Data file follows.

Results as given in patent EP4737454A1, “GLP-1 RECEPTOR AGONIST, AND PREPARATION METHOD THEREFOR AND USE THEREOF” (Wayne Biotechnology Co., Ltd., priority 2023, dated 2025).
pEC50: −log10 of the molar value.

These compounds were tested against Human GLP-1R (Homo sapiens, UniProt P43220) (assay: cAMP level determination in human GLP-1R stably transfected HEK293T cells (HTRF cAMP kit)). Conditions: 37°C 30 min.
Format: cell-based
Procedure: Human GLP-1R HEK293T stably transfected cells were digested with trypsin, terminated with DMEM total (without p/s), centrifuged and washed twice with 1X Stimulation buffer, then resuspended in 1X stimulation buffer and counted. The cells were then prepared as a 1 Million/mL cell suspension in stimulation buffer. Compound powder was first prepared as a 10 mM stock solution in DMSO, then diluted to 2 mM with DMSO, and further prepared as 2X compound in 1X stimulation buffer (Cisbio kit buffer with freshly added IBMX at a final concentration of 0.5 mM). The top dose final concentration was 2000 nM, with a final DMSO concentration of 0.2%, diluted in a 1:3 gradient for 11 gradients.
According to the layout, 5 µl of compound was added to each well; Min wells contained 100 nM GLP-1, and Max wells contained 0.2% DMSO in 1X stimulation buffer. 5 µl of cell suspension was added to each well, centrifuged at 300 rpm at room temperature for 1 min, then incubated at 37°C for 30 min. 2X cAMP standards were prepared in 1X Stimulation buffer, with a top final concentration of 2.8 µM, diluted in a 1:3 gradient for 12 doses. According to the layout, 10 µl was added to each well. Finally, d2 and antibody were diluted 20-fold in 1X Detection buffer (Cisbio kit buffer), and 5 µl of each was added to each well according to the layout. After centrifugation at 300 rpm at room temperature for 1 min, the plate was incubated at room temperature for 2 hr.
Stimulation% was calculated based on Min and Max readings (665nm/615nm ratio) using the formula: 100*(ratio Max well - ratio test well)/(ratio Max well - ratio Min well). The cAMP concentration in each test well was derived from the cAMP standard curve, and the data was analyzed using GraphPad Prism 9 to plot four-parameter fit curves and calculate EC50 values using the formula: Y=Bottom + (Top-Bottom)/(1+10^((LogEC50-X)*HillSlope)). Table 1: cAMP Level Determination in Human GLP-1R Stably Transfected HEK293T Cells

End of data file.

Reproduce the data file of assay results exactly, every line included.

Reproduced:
Results as given in patent EP4737454A1, “GLP-1 RECEPTOR AGONIST, AND PREPARATION METHOD THEREFOR AND USE THEREOF” (Wayne Biotechnology Co., Ltd., priority 2023, dated 2025).
pEC50: −log10 of the molar value.

These compounds were tested against Human GLP-1R (Homo sapiens, UniProt P43220) (assay: cAMP level determination in human GLP-1R stably transfected HEK293T cells (HTRF cAMP kit)). Conditions: 37°C 30 min.
Format: cell-based
Procedure: Human GLP-1R HEK293T stably transfected cells were digested with trypsin, terminated with DMEM total (without p/s), centrifuged and washed twice with 1X Stimulation buffer, then resuspended in 1X stimulation buffer and counted. The cells were then prepared as a 1 Million/mL cell suspension in stimulation buffer. Compound powder was first prepared as a 10 mM stock solution in DMSO, then diluted to 2 mM with DMSO, and further prepared as 2X compound in 1X stimulation buffer (Cisbio kit buffer with freshly added IBMX at a final concentration of 0.5 mM). The top dose final concentration was 2000 nM, with a final DMSO concentration of 0.2%, diluted in a 1:3 gradient for 11 gradients.
According to the layout, 5 µl of compound was added to each well; Min wells contained 100 nM GLP-1, and Max wells contained 0.2% DMSO in 1X stimulation buffer. 5 µl of cell suspension was added to each well, centrifuged at 300 rpm at room temperature for 1 min, then incubated at 37°C for 30 min. 2X cAMP standards were prepared in 1X Stimulation buffer, with a top final concentration of 2.8 µM, diluted in a 1:3 gradient for 12 doses. According to the layout, 10 µl was added to each well. Finally, d2 and antibody were diluted 20-fold in 1X Detection buffer (Cisbio kit buffer), and 5 µl of each was added to each well according to the layout. After centrifugation at 300 rpm at room temperature for 1 min, the plate was incubated at room temperature for 2 hr.
Stimulation% was calculated based on Min and Max readings (665nm/615nm ratio) using the formula: 100*(ratio Max well - ratio test well)/(ratio Max well - ratio Min well). The cAMP concentration in each test well was derived from the cAMP standard curve, and the data was analyzed using GraphPad Prism 9 to plot four-parameter fit curves and calculate EC50 values using the formula: Y=Bottom + (Top-Bottom)/(1+10^((LogEC50-X)*HillSlope)). Table 1: cAMP Level Determination in Human GLP-1R Stably Transfected HEK293T Cells